Industry Trends

Why Timesheets Are Bad for Your Accounting Staff

Gusto Editors  
Accounting team reviewing timesheets

Do accountants benefit from using timesheets?

Although timesheets are commonplace in the accounting industry, they can create different issues for your firm, accountants, and clients. They often prevent accountants from doing their best work for clients, and your firm may want to consider doing away with them entirely. 

Gusto, along with our partners at CPA Academy, presented an edifying webinar all about the different problems that come with using timesheets. Our webinar titled, “Value Pricing: Timesheets are Dumb for Your Customers, Your Staff, and Your Firm,” featured the accounting and pricing expertise of Greg Kyte, founder of Comedy CPE, and Caleb Newquist, Editor-at-Large at Gusto. You can watch the full webinar here

If you want to learn more from Greg and Caleb after reading this article, which is Part Three of the series, you can also read Parts One, Two, and Four to learn more about the problems associated with using timesheets. 

In this article, you’ll learn all about utilization and realization rates, how timesheets can be detrimental to accountants, and the ethical impact of timesheets. 

Utilization and realization rates in accounting firm timesheets

Accounting firms often view timesheets as a fair and simple way to bill clients for services, but they come with many disadvantages. One notable downside of firms using timesheets is that they’re bad for individual accountants, especially when firms engage in fixed pricing agreements with clients. Greg described how using timesheets can create what he refers to as a “sweatshop effect,” meaning that accountants will often have to work for free to fulfill the needs of their clients. 

‘The sweatshop effect’ is the fact that if you work at a firm that bills time [and] keeps track of time—even if you do a fixed price agreement—actually … what you’re doing is you’re creating a sweatshop environment for everyone who’s involved with this process. It turns into a sweatshop, and part of that is all these metrics that we’re familiar with.

Greg Kyte

Before going deep into how timesheets obligate accountants to work for free, it’s essential to understand the metrics that impact accounting timesheets: utilization and realization rates. Utilization rates are the number of billable hours divided by the total number of hours an accountant works, and realization rates are the number of billable hours collected divided by the total billable hours. The higher an accountant’s utilization and realization rates, the more valuable they are to their firm.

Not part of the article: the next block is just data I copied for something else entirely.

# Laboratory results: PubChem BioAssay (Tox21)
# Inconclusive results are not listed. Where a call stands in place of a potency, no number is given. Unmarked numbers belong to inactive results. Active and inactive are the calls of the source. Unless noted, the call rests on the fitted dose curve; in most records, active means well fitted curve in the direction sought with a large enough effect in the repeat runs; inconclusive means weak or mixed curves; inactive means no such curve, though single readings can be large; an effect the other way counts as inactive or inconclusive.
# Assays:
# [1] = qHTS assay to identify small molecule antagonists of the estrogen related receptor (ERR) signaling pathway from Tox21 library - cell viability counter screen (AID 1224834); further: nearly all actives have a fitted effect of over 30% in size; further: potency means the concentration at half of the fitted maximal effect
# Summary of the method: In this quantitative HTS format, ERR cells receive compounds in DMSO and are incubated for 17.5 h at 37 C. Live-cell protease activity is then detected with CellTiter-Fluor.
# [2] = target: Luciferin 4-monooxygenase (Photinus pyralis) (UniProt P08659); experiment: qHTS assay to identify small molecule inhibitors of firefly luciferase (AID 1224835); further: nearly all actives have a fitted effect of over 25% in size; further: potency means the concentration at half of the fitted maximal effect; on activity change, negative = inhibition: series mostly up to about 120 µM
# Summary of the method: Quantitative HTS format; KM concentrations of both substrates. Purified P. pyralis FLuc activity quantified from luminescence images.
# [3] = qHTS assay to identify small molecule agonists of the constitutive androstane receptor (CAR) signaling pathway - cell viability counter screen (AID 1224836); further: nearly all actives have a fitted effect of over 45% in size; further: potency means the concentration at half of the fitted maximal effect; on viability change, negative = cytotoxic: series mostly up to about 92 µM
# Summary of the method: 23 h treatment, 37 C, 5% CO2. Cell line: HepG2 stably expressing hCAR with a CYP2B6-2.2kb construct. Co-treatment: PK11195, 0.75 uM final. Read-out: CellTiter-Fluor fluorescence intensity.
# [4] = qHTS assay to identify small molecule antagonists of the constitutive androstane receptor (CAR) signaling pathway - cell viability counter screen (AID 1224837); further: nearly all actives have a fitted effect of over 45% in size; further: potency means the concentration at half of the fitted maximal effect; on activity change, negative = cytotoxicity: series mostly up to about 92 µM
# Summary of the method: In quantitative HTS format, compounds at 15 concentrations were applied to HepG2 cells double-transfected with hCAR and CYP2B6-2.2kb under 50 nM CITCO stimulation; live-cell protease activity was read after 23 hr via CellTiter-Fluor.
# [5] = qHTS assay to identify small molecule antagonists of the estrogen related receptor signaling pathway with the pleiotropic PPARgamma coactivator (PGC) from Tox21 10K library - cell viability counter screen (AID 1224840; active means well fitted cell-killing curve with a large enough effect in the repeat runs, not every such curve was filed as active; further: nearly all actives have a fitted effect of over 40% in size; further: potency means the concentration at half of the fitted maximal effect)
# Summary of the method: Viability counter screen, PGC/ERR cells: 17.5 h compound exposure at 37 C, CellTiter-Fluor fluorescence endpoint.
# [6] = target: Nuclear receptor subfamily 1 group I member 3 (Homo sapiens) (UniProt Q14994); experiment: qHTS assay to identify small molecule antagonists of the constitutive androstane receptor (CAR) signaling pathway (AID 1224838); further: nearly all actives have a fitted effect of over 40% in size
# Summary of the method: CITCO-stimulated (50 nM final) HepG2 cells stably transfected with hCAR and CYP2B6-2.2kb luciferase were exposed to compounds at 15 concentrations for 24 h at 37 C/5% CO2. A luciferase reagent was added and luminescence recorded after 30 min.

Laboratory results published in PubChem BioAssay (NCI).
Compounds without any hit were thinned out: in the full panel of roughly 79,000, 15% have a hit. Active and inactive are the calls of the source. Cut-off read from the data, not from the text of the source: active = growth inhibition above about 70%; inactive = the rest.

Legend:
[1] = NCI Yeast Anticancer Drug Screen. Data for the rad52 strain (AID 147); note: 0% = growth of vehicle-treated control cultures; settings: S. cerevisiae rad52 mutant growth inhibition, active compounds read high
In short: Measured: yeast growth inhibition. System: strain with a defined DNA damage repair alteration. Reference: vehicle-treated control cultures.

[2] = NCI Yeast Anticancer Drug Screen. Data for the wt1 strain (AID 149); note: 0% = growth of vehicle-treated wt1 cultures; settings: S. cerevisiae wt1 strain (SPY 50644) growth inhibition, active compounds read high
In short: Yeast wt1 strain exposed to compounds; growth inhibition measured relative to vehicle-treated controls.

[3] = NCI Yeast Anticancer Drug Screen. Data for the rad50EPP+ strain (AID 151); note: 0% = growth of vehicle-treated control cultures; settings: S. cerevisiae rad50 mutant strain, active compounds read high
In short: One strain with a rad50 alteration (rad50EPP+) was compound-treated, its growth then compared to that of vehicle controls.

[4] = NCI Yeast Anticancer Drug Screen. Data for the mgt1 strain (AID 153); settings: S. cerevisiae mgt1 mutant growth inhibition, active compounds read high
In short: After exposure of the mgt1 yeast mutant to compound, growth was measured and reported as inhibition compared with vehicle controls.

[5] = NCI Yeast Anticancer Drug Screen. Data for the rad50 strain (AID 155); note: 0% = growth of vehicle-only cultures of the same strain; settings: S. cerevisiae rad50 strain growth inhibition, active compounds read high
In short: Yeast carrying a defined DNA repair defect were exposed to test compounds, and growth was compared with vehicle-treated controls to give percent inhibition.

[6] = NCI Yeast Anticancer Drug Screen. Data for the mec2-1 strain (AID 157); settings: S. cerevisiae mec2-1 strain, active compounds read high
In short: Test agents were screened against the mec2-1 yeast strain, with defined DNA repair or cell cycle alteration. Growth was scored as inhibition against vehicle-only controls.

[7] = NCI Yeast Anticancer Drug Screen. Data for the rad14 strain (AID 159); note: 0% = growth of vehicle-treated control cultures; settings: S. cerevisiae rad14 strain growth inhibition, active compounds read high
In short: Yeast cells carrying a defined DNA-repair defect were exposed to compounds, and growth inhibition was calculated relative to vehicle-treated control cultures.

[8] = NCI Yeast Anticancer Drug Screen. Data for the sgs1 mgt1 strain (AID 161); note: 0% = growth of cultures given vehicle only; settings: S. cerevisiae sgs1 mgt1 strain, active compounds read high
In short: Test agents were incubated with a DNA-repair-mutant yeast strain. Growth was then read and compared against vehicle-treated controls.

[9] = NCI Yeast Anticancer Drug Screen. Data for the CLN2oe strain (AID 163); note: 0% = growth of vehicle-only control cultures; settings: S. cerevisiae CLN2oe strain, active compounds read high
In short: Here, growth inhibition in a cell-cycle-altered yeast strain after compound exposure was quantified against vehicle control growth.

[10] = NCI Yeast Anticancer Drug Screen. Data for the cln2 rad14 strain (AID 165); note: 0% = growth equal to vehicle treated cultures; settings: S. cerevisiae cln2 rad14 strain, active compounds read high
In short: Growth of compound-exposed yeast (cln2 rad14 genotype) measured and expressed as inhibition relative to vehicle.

Female sitting in front of computer reviewing a timesheet

Accounting firms that use timesheets and track utilization and realization rates aim to improve their annual billable goal, meaning, they want to bill clients a certain number of hours per year. Accountants’ careers often depend on reaching their firm’s annual billable goal: 

Ultimately, what they want to do is realize the actual cash into [their] bank account as a firm based on what [they] billed out. … Annual billable goal [is] the big thing. [Accounting firms are] basically like, ‘Hey, you need to bill this many hours this year,’ and really [this affects] everything in terms of promotions and just your status in the company. … This really [comes] down to where you [are] compared to your annual billable goal.

Greg Kyte

Firms often require accountants to improve their utilization and realization rates to reach their annual billable goals, but different problems emerge when accountants aim to enhance their utilization and realization rates. 

How time tracking hurts accountants

The problem with improving utilization and realization rates is that accountants will work off the clock to get more value from their billable hours. Greg observed that accountants work for free to improve their metrics and reach their firm’s annual billable goal:

Ultimately, the solution to all of these—to the utilization rate, the solution to the realization rate, the solution to the annual billable goal—all of them is [to] work more hours. … With [finessing] your utilization rate, you’re like, ‘Okay, I spent two hours today checking emails that I needed for work. I’m just going to write down that I checked them for one hour because that’s going to affect my utilization rate.’

Greg Kyte

Accountants improve their metrics and help their firms reach their annual billable goals by performing free labor. This is especially the case when accountants work slowly. They often offer write-offs because they surpassed the number of hours a client expected them to work. Although accountants will essentially work for free to improve their rates, they’re still required to work a certain number of billable hours:

You’re still expected to work a certain number of hours on a given day or any given week or in a given month. So … you had to donate that time. You were volunteering that time to your firm.